Help us create a biggest collection of medieval chronicles and manuscripts on line.
#   A   B   C   D   E   F   G   H   I   J   K   L   M   N   O   P   Q   R   S   T   U   V   W   X   Y   Z 
Medieval chronicles, historical sources, history of middle ages, texts and studies

BLOSS C.A. Heroines of the Crusades


Sir John Froissart's Chronicles of England, France, Spain and the Ajoining Countries from the latter part of the reign of Edward II to the coronation of Henry IV in 12 volumes 

Chronicles of Enguerrand De Monstrelet (Sir John Froissart's Chronicles continuation) in 13 volumes 

  Previousall pages


Heroines of the Crusades
page 204

found means to enter his cell, and acquaint him with his danger. The bold heart of Plantagenet did not fail him in this extremity. Rewarding the solicitude of the tender Margery with a kiss, he desired her to repair to him in the evening, bringing forty ells of white silk, and a supper with plenty of good beef and ale. Thus fortified in the outer and inner man, he calmly awaited his fate. The next day, as soon as the roar of the monster was heard, he wrap-ped his arm in the silk, and evading the spring of the animal, gave it such a blow in the breast, as nearly felled it to the ground. The lion lashing itself with its tail, and extending its dreadful jaws, uttered a most hideous yell ; but the hero suddenly darted upon the beast, drove his arm down the throat, and grasping the heart tore it out through the mouth, and marched with his trophy, yet quivering with life, to the great hall of the palace, where the king with a grand company of dukes and earls, sat at meat. Pressing the blood from the reeking heart, Prince Richard dipped it in the salt, and offered the dainty morsel to the company. The lords rose from the table, and declaring, that since the days of Samson, no mortal had achieved so " wonderful an exploit, dubbed him Cœur de Lion, on the spot. The barbarian finding it impossible, longer to detain a prisoner who seemed to enjoy the especial favor of Prov-idence, bestowed upon him gifts and presents, mounted him on a fleet horse, and with great joy, saw him depart. A herald has this morning arrived, to say that he wends his way hither ; therefore, prepare, my sister, to receive the lion-hearted prince, with a state becoming his new honors." Berengaria needed no second bidding. She was already more interested in the gallant Plantagenet than she dared confess, even to herself, while the conduct of Richard, upon his arrival, intimated plainly the attraction that had drawn him to Navarre, and the flattering attention with which both the elder and younger Sancho treated him, promised fair speed to his wooing. He was exceedingly fond of chess, and this game served to beguile many hours when the BERENGARIA OF NAVARRE. 215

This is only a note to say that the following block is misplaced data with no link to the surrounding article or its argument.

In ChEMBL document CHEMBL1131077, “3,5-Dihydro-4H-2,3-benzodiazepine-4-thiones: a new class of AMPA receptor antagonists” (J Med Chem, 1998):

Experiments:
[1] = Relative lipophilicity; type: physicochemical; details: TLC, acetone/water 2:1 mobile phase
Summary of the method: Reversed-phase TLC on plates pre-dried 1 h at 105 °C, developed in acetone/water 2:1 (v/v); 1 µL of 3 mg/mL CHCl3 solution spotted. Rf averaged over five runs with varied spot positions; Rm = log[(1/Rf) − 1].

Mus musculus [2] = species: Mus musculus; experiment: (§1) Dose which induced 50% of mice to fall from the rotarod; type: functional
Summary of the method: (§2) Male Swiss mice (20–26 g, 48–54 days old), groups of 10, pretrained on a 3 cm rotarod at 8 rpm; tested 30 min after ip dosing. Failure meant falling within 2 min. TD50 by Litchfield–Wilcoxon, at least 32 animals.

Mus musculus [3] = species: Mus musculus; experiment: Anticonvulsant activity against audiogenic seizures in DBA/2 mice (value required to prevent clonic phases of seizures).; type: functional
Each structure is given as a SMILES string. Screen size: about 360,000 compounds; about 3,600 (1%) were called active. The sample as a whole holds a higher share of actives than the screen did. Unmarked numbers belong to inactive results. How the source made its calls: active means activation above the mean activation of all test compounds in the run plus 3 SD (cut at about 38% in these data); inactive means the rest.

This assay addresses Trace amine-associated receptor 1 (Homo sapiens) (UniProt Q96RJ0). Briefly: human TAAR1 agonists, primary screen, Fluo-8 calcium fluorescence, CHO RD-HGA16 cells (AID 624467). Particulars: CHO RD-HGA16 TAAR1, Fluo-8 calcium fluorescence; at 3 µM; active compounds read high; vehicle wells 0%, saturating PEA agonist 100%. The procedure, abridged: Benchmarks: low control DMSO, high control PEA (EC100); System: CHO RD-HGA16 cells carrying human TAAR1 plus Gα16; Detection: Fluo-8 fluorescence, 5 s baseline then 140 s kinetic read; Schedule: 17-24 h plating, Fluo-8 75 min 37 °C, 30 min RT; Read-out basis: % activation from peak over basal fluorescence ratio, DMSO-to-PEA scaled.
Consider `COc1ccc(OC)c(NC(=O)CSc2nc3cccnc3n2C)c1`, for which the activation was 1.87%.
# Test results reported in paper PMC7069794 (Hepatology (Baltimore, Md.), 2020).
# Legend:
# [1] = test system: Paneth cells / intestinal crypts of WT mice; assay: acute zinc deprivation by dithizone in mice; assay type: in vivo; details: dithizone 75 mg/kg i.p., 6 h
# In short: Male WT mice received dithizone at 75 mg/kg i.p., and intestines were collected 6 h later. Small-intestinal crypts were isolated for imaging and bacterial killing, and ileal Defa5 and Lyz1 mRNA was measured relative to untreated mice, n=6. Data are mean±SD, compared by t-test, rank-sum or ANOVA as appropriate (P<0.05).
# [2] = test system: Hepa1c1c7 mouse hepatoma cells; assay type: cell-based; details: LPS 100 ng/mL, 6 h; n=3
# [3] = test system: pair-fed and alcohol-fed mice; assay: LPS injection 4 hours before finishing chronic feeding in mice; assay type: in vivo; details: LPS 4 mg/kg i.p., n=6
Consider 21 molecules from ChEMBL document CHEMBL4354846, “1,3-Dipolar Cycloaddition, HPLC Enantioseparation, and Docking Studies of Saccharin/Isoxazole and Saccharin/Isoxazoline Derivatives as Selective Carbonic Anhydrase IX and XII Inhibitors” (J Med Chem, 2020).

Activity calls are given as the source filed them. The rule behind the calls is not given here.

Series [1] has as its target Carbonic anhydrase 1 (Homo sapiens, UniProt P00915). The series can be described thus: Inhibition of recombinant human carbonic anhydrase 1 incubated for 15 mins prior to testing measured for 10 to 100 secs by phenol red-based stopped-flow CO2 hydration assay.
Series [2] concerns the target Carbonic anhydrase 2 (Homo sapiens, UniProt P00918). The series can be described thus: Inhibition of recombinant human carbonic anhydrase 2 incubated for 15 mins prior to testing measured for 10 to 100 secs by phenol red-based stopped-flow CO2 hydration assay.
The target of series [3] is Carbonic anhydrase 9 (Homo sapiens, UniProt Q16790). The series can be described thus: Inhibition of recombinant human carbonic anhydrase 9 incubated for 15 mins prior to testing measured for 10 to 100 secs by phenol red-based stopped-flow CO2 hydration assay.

Previous First Next  

"Medievalist" is an educational project designed as a digital collection of chronicles, documents and studies related to the middle age history. All materials from this site are permitted for non commersial use unless otherwise indicated. If you reduplicate documents from here you have to indicate "Medievalist" as a source and place link to us.